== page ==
Church of the Transfiguration image

Kempston “new town” developed during the 20th century and is now a mixture of Victorian villas, streets of old terraced houses and 1930s estates.  In the 1980s large developments grew up on either side of the main road and consist of mixed private housing and housing association homes.

Kempston was once recorded as the largest village in England but is now a town with a population of 25,000+.  The town continues to grow as brown-site areas are developed along with areas at the edge of the town which, although still part of Kempston, are outside the parish.

There is a mixed ethnic population consisting of members of a variety of cultures, many of whom are now considered as second and third generation.  Over the last few years Kempston has seen an influx of Polish residents. There are relatively few racial tensions in the parish although some do exist.

As the size of the town has increased, so the sense of community has suffered but the many (mostly voluntary) organisations help to keep the community spirit alive.  Kempston Calling is a well-established free community newspaper which is produced monthly and helps to maintain Kempston’s unique identity whilst trying to ensure that the town is not subsumed into Bedford


The Saxon Centre – so called because the area was once the site of a Saxon burial ground – is the most popular shopping area. It is dominated by Sainsbury’s supermarket built in 1976. The Springfield Centre also offers a variety of retail outlets and there are a number of independent shops, restaurants and fast-food outlets on the main Bedford Road. The parish is well-served with a library, schools and health care practices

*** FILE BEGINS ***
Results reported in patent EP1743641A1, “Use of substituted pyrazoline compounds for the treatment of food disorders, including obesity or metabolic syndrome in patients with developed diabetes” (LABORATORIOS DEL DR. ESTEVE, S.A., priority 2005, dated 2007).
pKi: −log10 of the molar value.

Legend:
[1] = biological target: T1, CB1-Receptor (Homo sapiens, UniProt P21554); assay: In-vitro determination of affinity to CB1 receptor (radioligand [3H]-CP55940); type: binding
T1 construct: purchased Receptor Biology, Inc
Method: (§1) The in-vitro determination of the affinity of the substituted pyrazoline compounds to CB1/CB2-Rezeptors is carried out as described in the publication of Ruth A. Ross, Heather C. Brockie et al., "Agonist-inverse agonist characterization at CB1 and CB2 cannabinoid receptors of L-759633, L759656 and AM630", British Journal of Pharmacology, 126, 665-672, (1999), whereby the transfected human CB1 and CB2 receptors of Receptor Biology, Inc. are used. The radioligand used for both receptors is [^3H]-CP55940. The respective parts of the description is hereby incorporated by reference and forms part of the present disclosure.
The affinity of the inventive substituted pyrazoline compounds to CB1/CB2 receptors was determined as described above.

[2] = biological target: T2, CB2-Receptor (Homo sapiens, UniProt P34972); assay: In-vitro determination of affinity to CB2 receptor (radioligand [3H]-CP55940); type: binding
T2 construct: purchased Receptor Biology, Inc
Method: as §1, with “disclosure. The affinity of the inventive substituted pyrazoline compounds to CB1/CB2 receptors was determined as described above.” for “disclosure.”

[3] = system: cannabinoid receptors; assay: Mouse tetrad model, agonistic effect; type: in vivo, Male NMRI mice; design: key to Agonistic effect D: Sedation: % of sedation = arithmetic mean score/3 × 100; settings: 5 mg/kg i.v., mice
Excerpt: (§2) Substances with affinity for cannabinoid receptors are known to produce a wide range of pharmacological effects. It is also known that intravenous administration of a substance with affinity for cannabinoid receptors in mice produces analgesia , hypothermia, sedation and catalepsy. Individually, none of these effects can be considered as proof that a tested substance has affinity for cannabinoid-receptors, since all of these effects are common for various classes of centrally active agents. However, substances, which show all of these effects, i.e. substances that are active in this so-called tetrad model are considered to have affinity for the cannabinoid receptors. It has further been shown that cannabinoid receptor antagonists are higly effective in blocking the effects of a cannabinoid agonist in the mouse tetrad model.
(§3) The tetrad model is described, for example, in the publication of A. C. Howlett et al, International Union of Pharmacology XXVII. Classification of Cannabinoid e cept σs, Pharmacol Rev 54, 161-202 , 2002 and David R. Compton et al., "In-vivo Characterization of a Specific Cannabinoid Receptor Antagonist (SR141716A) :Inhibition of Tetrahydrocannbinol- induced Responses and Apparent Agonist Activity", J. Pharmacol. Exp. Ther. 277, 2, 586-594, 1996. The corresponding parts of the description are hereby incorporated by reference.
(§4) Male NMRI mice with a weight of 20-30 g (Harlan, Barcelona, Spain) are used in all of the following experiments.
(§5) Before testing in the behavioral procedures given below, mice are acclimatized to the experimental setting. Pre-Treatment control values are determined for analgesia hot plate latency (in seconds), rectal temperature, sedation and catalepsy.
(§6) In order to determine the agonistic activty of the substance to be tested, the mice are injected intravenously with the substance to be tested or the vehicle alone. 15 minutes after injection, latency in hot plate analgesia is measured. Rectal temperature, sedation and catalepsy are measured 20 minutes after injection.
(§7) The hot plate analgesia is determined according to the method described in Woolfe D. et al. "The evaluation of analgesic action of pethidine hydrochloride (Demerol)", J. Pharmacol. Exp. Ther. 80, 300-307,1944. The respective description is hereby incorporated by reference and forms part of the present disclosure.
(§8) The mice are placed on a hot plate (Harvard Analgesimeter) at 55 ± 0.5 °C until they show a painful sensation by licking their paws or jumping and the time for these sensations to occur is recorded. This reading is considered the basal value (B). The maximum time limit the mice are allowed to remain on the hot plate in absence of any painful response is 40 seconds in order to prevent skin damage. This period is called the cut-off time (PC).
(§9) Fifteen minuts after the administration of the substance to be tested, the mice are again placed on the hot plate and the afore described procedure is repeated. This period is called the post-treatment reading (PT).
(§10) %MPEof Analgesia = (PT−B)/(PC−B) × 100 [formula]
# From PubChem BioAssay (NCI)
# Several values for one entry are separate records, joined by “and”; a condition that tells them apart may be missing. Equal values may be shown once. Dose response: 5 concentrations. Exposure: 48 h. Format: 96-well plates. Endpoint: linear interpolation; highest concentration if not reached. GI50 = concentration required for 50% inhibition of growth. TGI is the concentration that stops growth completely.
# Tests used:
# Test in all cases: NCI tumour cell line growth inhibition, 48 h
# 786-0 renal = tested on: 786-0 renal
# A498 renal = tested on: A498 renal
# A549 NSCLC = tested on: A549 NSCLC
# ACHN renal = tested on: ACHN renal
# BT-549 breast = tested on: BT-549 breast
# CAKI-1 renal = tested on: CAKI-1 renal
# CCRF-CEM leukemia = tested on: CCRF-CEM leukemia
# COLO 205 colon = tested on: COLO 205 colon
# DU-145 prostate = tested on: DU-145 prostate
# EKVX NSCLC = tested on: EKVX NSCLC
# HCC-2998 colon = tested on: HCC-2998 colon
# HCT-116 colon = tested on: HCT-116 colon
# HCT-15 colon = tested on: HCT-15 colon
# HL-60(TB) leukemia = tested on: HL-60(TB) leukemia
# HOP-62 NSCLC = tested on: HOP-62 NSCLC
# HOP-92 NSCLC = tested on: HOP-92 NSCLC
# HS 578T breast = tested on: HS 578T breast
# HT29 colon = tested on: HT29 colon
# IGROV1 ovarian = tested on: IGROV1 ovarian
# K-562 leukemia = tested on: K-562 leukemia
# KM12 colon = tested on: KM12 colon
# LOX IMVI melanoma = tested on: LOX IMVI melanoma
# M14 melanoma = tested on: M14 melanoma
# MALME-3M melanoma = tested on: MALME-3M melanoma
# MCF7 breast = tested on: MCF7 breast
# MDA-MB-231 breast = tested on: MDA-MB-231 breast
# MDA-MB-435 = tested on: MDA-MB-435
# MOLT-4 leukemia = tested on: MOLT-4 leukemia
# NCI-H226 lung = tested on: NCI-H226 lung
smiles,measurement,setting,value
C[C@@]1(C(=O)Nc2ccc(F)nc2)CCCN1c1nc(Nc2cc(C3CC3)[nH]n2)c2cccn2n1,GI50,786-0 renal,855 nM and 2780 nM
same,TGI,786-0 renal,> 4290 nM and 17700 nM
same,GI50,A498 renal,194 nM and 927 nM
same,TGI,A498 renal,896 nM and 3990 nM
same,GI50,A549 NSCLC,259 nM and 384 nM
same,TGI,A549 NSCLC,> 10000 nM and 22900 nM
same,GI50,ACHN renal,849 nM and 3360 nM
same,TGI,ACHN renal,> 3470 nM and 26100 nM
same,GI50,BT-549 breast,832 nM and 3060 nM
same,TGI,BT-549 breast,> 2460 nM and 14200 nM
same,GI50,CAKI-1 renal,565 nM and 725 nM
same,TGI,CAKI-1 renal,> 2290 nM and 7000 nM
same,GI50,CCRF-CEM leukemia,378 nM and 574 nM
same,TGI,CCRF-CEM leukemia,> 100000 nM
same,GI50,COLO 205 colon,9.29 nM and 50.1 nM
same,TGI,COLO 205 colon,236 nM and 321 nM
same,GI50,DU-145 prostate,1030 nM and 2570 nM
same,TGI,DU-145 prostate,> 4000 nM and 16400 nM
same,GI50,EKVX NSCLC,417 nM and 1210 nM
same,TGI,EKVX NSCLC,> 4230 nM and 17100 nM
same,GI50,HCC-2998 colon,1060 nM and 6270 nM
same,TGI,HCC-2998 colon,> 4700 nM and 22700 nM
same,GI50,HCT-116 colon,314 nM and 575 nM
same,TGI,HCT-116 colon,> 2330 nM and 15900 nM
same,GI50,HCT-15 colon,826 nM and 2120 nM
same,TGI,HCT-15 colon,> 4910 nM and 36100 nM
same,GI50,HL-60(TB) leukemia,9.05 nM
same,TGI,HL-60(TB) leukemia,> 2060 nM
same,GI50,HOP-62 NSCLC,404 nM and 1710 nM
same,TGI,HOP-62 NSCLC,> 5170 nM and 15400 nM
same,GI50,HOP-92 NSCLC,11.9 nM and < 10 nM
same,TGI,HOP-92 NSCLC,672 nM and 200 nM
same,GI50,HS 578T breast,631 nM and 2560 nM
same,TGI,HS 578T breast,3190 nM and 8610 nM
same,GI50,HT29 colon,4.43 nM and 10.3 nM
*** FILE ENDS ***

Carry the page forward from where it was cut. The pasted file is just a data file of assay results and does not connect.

The parish contains some light industry mostly in the Woburn Industrial estate on the edge of the parish.  Bedfordshire Police Headquarters is situated at the edge of the parish whilst the Bedfordshire Police Traffic Control Unit has its base within the parish. The Fire & Rescue Service and the Ambulance Service also have headquarters within the parish.

Map of Kempston
Map of Kempston 1908

Kempston 1908

There are primary schools and a secondary school in the parish whilst the local Challenger Academy although not in the parish is within walking distance.  There are also two school which serve children with Special Needs.   There is a Free School in Bedford and a number of independent fee-paying schools catering for pupils from 3-18 years four of which come under the umbrella of the Harpur Trust.  

Melange of images, Kempston

Clergy and lay members of the congregation have been involved in leading Assemblies at two of the local schools and the puppet ministry has been popular with the pupils and staff alike.

The elderly are well catered for with two residential homes, one of which has a day-care centre, and three warden controlled units. A monthly Communion Service is celebrated at one of the units. Members of the congregation and the clergy serve on the Board of Trustees of St John’s Homes a complex of alms-houses situated just outside the parish

Addison Howard Park is a well-loved and well-used facility which is sited opposite the church and the riverside walks provide another accessible area of natural beauty.  Leisure facilities include a Youth and Outdoor Centre, a swimming pool with gym, indoor bowls centre and a number of community halls.  There are facilities for football, tennis and cricket within the parish. Project 229 provides an open access community resource for the delivery of a range of services for children, young people and families from Kempston and the surrounding areas.

Kempston is approximately 2.5 miles from the market town of Bedford and buses run every 12 minutes.  There are also good transport links with Milton Keynes Oxford and Cambridge.

Addison Park, Kempston